Ultimately, it seems like a combination of methods, culminating in a VCA, is probably the best strategy. This is the approach followed by the World Bank’s report on Light Manufacturing in Africa, which is arguably the best available example of sectoral diagnostic. The report uses data obtained through quantitative and qualitative surveys, comparative value chain and feasibility analysis, and a study of the impact of Kaizen managerial trainings for owners of SMEs, as well as WES data, to reach its policy prescriptions. The production of the report clearly required an amount of resources that is by no means replicable in routine diagnostic exercises, but part of this is probably due to its aim of being a flagship report.

Nevertheless, the underlying philosophy of combining the evidence obtained in different ways is still valid. For instance, Gelb et al. (2007) suggest using perceptions data as a starting point for identifying binding constraints, with quantitative methods later leading to more specific conclusions. We might want to add some form of VCA to the mix, but the key conclusion that can be reached is that the development of an adequate sectoral diagnostic requires the combination of different kinds of evidence, probably using the methods surveyed, within a unified, structured framework.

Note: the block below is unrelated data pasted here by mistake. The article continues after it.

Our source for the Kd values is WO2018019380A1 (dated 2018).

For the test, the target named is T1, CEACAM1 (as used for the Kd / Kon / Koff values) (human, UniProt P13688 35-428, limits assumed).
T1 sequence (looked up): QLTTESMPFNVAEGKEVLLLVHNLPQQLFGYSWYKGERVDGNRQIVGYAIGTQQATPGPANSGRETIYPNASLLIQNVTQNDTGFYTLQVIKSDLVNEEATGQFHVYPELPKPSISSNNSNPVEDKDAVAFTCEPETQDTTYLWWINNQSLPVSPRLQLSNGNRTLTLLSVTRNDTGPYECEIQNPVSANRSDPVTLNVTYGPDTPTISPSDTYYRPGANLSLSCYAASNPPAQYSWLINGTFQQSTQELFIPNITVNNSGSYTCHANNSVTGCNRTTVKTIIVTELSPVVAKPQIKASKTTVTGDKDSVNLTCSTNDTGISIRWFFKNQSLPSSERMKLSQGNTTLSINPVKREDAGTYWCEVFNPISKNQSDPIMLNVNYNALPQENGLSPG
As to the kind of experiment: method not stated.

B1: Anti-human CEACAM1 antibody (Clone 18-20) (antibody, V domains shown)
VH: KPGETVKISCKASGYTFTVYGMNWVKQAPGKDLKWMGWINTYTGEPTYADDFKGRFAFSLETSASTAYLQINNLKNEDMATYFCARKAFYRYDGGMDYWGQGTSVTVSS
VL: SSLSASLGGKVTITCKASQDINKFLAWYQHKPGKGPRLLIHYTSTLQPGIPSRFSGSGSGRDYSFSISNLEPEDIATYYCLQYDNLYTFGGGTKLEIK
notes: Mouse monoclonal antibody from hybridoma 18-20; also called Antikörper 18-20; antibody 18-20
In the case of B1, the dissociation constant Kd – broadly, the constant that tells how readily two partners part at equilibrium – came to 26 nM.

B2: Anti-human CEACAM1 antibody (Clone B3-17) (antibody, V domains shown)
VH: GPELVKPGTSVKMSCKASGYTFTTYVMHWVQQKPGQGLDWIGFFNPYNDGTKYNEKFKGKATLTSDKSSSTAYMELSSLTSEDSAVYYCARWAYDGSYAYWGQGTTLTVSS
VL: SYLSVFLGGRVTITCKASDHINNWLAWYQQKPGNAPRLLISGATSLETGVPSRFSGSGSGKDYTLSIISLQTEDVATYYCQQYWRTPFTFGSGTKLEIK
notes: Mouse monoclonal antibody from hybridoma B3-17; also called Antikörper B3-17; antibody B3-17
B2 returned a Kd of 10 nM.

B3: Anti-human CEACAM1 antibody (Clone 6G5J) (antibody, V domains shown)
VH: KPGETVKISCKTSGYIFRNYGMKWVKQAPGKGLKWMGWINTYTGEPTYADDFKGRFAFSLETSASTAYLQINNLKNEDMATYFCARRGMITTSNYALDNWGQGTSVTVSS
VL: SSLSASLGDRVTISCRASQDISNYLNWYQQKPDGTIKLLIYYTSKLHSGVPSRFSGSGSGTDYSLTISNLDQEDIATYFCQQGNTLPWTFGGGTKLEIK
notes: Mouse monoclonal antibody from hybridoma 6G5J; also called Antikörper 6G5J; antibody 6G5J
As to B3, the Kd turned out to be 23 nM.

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[1] We base our discussion of traditional diagnostic methods on Hausmann et al. (2008). See their paper for a more in-depth account.

[2] The framework also includes a section on DFID’s current engagement, but this is not relevant for the present review.

[3] For a more in-depth and theoretical discussion on selectivity in industrial policy, see Dercon, Lippolis and Peel (2018).

[4] In development policy, there is a relatively large literature on FDI attraction, but it is either discussed at a country level, focuses on the design of investment promotion agencies, or performs econometric assessments of different theories of firms’ decisions to locate The most relevant report were able to find is IMF (2003), which has an interesting section on the locational determinants of FDI, based on an investor survey. We were not able to find further pieces discussing the decision to invest in a particular sector. On the other hand, business studies have produced research on the determinants of multinationals’ decisions to invest abroad, but it is largely based on case studies and focused on firm’s internal dynamics.

2018-06-11T13:33:17+00:00